, Duke University
[Host: Israel Klich]
We investigate tunneling through a resonant level embedded in a dissipative environment, which suppresses tunneling rates at low temperatures. Specifically, the resonant level is formed in a carbon nanotube quantum dot, and the dissipative environment is realized by fabricating resistive leads. For the symmetric coupling of the resonant level to the two leads, we find that the resonant peak reaches the unitary conductance e^2/h despite the presence of dissipative modes. Simultaneously, the width of the resonance tends to zero as a non-trivial power of temperature. We draw a connection between our system and a resonant tunneling in a Luttinger liquid and interpret the observed unitary resonance of vanishing width in terms of a quantum critical point (QCP). We further investigate an exotic state of electronic matter obtained by fine-tuning the system exactly to the QCP. Particularly striking is a quasi-linear non-Fermi liquid scattering rate found at the QCP, interpreted in terms of a Majorana resonant level model.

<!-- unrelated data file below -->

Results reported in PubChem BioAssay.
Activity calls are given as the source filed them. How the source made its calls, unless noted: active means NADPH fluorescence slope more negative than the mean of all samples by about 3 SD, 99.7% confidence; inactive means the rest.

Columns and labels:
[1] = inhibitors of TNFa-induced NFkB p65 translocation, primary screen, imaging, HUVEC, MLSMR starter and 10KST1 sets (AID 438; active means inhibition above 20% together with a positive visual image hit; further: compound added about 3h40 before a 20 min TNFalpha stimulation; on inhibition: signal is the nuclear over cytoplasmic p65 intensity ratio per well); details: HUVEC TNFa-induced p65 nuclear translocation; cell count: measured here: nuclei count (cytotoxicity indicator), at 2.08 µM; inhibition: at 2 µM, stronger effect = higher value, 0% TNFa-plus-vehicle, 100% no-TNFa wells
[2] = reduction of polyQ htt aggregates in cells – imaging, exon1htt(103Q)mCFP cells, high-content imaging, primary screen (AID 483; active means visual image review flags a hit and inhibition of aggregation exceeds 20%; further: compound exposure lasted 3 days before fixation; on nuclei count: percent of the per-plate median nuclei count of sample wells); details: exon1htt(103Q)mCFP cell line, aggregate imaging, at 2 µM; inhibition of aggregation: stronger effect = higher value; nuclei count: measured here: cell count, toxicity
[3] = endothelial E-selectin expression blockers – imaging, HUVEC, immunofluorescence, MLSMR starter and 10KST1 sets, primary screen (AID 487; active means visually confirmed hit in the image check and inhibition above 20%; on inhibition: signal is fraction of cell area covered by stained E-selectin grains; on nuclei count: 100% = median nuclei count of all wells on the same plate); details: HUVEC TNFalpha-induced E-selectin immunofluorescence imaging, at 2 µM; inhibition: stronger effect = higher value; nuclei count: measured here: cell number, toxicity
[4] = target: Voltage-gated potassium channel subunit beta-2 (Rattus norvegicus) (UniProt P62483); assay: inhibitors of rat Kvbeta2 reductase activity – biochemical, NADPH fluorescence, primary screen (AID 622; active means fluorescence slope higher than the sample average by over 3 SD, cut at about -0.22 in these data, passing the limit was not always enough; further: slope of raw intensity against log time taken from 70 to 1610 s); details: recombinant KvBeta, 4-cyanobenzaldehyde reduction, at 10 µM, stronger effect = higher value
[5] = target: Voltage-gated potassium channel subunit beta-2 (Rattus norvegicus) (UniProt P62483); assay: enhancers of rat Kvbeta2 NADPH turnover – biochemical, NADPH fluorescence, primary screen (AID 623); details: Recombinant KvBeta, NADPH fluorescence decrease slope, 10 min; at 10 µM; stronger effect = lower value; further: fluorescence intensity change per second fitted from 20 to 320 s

Condensed Matter Seminar
Thursday, April 11, 2013
Physics Building, Room 204
Note special room.
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